"The desert and the parched land will be glad;
the wilderness will rejoice and blossom.
Like the crocus, it will burst into bloom;
it will rejoice greatly and shout for joy."
I've recently been reading the autobiography of Helen Keller. She was a remarkable woman. She is truly a testament to what can be achieved in life, no matter what you have to overcome.
But I was especially impressed with how much she loved the natural beauty of the earth, which, of course, she could not see. Here's what she said: "It seems strange to many people that I should be impressed by the wonders and beauties of Niagara. They are always asking: 'what does this beauty or that music mean to you? You cannot see the waves rolling up on the beach, or hear their roar. What do they mean to you?'" And her answer was, "In the most evident sense, they mean everything. I cannot fathom or define their meaning anymore than I can fathom or define love or religion or goodness."
I just love her analogy of comparing visible beautiful things to invisible beautiful things. They were all invisible to her, but of course she still knew they were there. There are beautiful things that are invisible to all of us, as she said, like love, faith, kindness. So how did she appreciate things she could not see or hear?
The explanation came later in her book, when she said, "Sometimes, it is true, a sense of isolation enfolds me like a cold mist... beyond, there is light, and music, and sweet companionship; but I may not enter. Silence sits immense upon my soul. Then comes hope with a smile and whispers, 'There is joy in self-forgetfulness.' So I try to make the light in others' eyes my sun; the music in others' ears my symphony; the smile on others' lips my happiness."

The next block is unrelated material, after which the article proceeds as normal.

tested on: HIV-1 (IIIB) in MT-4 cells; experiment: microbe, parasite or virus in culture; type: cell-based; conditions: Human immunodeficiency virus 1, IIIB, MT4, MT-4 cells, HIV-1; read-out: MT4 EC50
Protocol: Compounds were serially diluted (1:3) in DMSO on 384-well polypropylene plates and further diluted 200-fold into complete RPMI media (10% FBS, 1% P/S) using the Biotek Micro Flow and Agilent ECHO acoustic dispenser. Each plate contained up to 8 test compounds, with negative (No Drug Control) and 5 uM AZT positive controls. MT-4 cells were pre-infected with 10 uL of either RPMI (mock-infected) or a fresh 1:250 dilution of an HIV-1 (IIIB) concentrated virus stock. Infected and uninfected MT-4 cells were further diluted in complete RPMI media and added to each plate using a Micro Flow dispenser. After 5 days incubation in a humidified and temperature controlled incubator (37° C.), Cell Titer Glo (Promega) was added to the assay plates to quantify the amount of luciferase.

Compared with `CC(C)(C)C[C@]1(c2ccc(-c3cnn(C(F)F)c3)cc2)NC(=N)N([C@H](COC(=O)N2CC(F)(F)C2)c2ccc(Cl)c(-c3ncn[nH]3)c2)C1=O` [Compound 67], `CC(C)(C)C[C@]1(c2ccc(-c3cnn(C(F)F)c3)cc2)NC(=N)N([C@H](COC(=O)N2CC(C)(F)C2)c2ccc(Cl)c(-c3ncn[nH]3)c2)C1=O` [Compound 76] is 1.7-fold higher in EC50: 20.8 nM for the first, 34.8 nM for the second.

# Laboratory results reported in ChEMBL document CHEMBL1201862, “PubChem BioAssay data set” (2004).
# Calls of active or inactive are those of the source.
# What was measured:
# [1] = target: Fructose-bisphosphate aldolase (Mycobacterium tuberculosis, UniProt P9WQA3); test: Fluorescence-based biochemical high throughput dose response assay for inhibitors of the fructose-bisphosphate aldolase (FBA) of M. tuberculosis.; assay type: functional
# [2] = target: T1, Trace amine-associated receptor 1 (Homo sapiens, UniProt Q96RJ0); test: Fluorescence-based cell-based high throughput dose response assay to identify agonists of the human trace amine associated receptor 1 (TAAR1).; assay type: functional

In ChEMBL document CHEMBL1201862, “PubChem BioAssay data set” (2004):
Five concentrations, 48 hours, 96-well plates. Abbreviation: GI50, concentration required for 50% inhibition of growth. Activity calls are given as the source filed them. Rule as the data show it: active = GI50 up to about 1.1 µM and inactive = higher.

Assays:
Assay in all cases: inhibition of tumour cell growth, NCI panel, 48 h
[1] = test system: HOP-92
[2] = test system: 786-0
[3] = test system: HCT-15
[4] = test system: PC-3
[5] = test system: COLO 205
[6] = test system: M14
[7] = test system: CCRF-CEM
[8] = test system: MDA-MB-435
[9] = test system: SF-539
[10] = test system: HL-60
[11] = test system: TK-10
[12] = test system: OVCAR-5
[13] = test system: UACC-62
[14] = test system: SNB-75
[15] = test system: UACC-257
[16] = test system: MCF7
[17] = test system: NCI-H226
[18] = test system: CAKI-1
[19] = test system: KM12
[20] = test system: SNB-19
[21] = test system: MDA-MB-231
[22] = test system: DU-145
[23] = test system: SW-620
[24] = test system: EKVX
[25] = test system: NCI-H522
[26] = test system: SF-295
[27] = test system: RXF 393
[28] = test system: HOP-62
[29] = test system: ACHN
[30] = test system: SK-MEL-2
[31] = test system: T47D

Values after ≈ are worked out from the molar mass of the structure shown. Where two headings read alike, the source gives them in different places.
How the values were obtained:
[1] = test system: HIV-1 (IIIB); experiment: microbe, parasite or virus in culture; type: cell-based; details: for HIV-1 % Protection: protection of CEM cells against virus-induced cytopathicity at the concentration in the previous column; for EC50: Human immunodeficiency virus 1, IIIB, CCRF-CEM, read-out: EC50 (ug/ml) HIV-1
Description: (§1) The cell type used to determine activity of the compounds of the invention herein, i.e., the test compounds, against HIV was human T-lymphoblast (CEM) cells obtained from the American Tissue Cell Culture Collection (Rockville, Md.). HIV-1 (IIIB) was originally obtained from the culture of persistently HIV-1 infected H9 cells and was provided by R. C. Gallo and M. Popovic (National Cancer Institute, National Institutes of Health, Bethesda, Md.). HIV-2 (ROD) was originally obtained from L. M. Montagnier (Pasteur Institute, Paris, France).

Helen Keller found joy in simply knowing beauty existed, even though she couldn't see it. There's a lesson there for us.
These quotes put me in mind of another literary heroine of mine ~ Anne Frank. Want another take on the beauty of life? This is what she had to say: "In the evening, when I lie in bed, I end my prayers with the words, 'I thank you, God, for all that is good and dear and beautiful.' I am filled with joy. I think about 'the good' of going into hiding, of my health... the 'dearness' of those I love, and the beauty which exists in all the world.... nature, beauty and all that is exquisite and fine. I don't think of all the misery but of the beauty that still remains." Amazing, isn't it? But she continues, "My advice when one feels melancholy is: go outside, to the fields, enjoy nature and the sunshine, go out and try to recapture happiness in yourself and in God. Think of all the beauty that's still left in and around you and be happy! I've found that there is always some beauty left ~ in nature, sunshine, freedom, in yourself."
Isn't that remarkable? And does it strike you that you are being advised to find beauty in nature, from a girl who could not go outside?? She had known these things ~ fields and nature and sunshine ~ but they had been taken away from her. She spent her last years in prison ~ first an attic, and then a concentration camp. But Anne Frank found joy in simply knowing beauty existed, even though she couldn't see it. There's a lesson there for us.
See more than what you can see.
~ "The Spirit lifted me up
between earth and heaven" ~